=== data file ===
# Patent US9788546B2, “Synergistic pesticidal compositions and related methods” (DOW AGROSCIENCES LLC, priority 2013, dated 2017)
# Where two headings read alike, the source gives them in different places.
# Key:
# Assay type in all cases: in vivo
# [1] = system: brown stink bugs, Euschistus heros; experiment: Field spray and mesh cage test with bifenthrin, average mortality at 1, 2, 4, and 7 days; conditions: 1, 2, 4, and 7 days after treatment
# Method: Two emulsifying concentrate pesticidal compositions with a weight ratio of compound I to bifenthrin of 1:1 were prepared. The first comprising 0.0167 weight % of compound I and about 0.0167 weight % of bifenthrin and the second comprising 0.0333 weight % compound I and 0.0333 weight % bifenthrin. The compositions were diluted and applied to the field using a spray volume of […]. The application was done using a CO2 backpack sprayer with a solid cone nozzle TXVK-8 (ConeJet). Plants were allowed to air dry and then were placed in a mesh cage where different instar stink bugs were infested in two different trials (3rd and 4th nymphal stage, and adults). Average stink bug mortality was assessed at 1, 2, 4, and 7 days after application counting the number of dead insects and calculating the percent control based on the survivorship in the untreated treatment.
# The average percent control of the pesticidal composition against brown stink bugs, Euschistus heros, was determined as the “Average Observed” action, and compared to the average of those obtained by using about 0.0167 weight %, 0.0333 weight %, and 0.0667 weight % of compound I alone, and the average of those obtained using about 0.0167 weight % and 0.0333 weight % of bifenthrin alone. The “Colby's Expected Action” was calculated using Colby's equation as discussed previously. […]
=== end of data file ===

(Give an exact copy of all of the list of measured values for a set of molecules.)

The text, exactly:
# Patent US9788546B2, “Synergistic pesticidal compositions and related methods” (DOW AGROSCIENCES LLC, priority 2013, dated 2017)
# Where two headings read alike, the source gives them in different places.
# Key:
# Assay type in all cases: in vivo
# [1] = system: brown stink bugs, Euschistus heros; experiment: Field spray and mesh cage test with bifenthrin, average mortality at 1, 2, 4, and 7 days; conditions: 1, 2, 4, and 7 days after treatment
# Method: Two emulsifying concentrate pesticidal compositions with a weight ratio of compound I to bifenthrin of 1:1 were prepared. The first comprising 0.0167 weight % of compound I and about 0.0167 weight % of bifenthrin and the second comprising 0.0333 weight % compound I and 0.0333 weight % bifenthrin. The compositions were diluted and applied to the field using a spray volume of […]. The application was done using a CO2 backpack sprayer with a solid cone nozzle TXVK-8 (ConeJet). Plants were allowed to air dry and then were placed in a mesh cage where different instar stink bugs were infested in two different trials (3rd and 4th nymphal stage, and adults). Average stink bug mortality was assessed at 1, 2, 4, and 7 days after application counting the number of dead insects and calculating the percent control based on the survivorship in the untreated treatment.
# The average percent control of the pesticidal composition against brown stink bugs, Euschistus heros, was determined as the “Average Observed” action, and compared to the average of those obtained by using about 0.0167 weight %, 0.0333 weight %, and 0.0667 weight % of compound I alone, and the average of those obtained using about 0.0167 weight % and 0.0333 weight % of bifenthrin alone. The “Colby's Expected Action” was calculated using Colby's equation as discussed previously. […]